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Augusto Sanabria: Heart of An Entrepreneur

Augusto Sanabria

Augusto Sanabria Follows His Passion as the Leader of Prospera  

Augusto Sanabria’s advice to business owners is cliché, he admits, but that doesn’t make it any less true: “They say that when you work in your passion, you never really work a day in your life. 

And he would know. The president and CEO of Prospera has been testing that theory for nearly two decades in his work at the nonprofit, which provides bilingual assistance and resources to Hispanic entrepreneurs.  

Every part of my life, from how I grew up, to my journey to the U.S., to my journey into entrepreneurship, is proof that helping small businesses in our community is a passion of mine,” Sanabria said. “I’m still extremely passionate about the future and the ideas I have for the organization.” 

When Sanabria first joined Prospera, the Spanish word for “thrives,” one of his first business ventures was facing some hardships. “I was buying primarily industrial products in the U.S. and had a friend who would distribute them in El Salvador and other places in Central America When the price of oil skyrocketed, we went out of business as people started buying products from cheaper alternative sources.” 

He started the business while attending the University of Central Florida and was just about to graduate with his Bachelor of Science in Business Administration when his path intersected with that of an employee of Prospera, then known as the Hispanic Business Initiative Fund. “She was teaching part-time at the university, and she suggested I come and intern for them. At the time, I thought it would be cool to learn about different businesses, hear the ideas people had and help them navigate the things I had already gone through.”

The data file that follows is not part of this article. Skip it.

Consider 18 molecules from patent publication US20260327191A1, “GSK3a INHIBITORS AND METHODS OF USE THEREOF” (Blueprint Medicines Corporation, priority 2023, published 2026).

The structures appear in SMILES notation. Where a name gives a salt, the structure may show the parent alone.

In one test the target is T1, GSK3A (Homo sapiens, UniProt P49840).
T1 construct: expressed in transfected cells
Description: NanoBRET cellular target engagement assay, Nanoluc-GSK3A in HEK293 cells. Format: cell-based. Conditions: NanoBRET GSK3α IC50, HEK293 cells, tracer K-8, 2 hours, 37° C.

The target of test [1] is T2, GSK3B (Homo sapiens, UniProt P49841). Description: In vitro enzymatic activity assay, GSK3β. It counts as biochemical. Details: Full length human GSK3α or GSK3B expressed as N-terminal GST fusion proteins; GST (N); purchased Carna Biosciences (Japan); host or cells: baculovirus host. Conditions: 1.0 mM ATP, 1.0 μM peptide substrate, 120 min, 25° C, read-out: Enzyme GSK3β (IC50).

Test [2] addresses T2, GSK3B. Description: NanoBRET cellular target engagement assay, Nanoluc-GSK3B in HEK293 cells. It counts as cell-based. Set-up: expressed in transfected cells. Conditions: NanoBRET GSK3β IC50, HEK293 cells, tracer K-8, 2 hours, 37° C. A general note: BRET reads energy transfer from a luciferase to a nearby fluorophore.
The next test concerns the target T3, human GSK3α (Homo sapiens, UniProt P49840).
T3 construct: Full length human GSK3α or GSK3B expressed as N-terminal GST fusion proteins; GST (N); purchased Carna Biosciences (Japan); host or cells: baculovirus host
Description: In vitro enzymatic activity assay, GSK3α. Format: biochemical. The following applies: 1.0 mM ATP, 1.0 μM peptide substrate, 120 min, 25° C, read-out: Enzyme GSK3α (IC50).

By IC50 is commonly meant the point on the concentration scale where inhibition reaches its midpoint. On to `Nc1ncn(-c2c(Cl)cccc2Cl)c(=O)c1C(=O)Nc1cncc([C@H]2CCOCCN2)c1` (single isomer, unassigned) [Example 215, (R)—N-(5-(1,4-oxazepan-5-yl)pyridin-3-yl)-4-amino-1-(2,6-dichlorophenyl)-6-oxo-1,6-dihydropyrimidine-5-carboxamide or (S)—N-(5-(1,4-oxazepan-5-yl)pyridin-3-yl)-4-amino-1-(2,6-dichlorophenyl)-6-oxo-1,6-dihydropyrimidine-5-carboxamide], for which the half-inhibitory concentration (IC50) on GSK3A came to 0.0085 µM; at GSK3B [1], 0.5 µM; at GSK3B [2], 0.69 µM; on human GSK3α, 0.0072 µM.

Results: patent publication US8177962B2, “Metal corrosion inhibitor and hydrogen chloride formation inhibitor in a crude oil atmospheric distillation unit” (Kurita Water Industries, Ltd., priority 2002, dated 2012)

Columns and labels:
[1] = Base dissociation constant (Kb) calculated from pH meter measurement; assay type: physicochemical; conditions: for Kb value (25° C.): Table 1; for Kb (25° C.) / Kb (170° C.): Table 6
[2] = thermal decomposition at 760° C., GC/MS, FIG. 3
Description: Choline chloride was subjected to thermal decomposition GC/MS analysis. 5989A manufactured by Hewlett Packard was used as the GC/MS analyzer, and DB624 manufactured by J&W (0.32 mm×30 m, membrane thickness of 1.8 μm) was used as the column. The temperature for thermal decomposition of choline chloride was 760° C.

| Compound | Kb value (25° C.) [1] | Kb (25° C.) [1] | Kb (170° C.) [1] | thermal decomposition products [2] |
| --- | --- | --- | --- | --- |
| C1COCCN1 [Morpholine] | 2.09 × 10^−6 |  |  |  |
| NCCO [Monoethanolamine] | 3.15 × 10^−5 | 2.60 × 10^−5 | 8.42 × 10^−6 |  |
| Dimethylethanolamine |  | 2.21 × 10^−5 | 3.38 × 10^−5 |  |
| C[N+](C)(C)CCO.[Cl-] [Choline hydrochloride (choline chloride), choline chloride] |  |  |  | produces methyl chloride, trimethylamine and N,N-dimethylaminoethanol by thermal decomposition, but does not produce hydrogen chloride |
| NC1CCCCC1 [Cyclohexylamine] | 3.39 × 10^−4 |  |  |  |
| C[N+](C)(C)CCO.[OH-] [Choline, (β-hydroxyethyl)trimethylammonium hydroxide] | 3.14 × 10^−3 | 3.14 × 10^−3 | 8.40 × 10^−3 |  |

Eighteen years later, having been promoted to president and CEO in 2009, Sanabria is still helping those entrepreneurs on their journeys. “Our job is to help immigrant entrepreneurs from Latin American countries, or citizens coming from Puerto Rico, with the language barrier and blocks to understanding how to do business in the U.S.”

Growing up in Argentina and then El Salvador as the child of two business owners, Sanabria saw firsthand the struggles entrepreneurs face. His father was the owner of a Volkswagen dealership that focused on heavy equipment, trucks and machinery. His mother started several businesses, including a retail shop, a clothing store and eventually an Argentinian restaurant she opened with Sanabria’s sister in El Salvador.  

“I saw the good, the bad and the ugly,” he said of watching his parents’ endeavors.

“It allowed us to live a comfortable life, we got a good education and could travel. We were provided so many opportunities. But on the other side, it was very palpable when my dad wasn’t doing well in business. And my mom failed a few times in those business ventures before finding success. I learned the good and not-sogood of business ownership. I think that’s why I fell in love with our missionbecause if they’d had Prospera on their side, their path and likelihood of success would have been that much higher.”